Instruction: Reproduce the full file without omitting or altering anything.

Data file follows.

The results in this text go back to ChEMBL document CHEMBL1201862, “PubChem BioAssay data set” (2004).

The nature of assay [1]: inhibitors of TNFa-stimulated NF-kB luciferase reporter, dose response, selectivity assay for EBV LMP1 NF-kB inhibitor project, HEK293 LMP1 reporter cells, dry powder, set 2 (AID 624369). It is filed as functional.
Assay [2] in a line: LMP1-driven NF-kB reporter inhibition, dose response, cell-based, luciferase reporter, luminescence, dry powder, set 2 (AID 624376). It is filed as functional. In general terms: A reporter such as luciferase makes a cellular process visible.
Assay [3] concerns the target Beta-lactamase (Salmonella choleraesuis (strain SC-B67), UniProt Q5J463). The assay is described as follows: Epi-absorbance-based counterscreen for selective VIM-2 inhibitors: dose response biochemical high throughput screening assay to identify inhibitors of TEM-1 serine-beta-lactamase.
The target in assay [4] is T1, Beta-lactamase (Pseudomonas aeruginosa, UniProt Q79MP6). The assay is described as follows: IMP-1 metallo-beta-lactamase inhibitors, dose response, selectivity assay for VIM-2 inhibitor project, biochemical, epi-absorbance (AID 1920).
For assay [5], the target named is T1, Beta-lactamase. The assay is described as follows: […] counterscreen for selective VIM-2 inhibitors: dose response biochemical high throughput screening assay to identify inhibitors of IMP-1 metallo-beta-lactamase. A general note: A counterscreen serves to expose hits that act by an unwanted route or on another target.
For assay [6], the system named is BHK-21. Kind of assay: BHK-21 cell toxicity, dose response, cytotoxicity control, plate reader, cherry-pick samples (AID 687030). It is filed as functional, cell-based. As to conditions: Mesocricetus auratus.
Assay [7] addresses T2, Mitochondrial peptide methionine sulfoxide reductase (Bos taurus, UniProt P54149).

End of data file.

The results in this text go back to ChEMBL document CHEMBL1201862, “PubChem BioAssay data set” (2004).

The nature of assay [1]: inhibitors of TNFa-stimulated NF-kB luciferase reporter, dose response, selectivity assay for EBV LMP1 NF-kB inhibitor project, HEK293 LMP1 reporter cells, dry powder, set 2 (AID 624369). It is filed as functional.
Assay [2] in a line: LMP1-driven NF-kB reporter inhibition, dose response, cell-based, luciferase reporter, luminescence, dry powder, set 2 (AID 624376). It is filed as functional. In general terms: A reporter such as luciferase makes a cellular process visible.
Assay [3] concerns the target Beta-lactamase (Salmonella choleraesuis (strain SC-B67), UniProt Q5J463). The assay is described as follows: Epi-absorbance-based counterscreen for selective VIM-2 inhibitors: dose response biochemical high throughput screening assay to identify inhibitors of TEM-1 serine-beta-lactamase.
The target in assay [4] is T1, Beta-lactamase (Pseudomonas aeruginosa, UniProt Q79MP6). The assay is described as follows: IMP-1 metallo-beta-lactamase inhibitors, dose response, selectivity assay for VIM-2 inhibitor project, biochemical, epi-absorbance (AID 1920).
For assay [5], the target named is T1, Beta-lactamase. The assay is described as follows: […] counterscreen for selective VIM-2 inhibitors: dose response biochemical high throughput screening assay to identify inhibitors of IMP-1 metallo-beta-lactamase. A general note: A counterscreen serves to expose hits that act by an unwanted route or on another target.
For assay [6], the system named is BHK-21. Kind of assay: BHK-21 cell toxicity, dose response, cytotoxicity control, plate reader, cherry-pick samples (AID 687030). It is filed as functional, cell-based. As to conditions: Mesocricetus auratus.
Assay [7] addresses T2, Mitochondrial peptide methionine sulfoxide reductase (Bos taurus, UniProt P54149).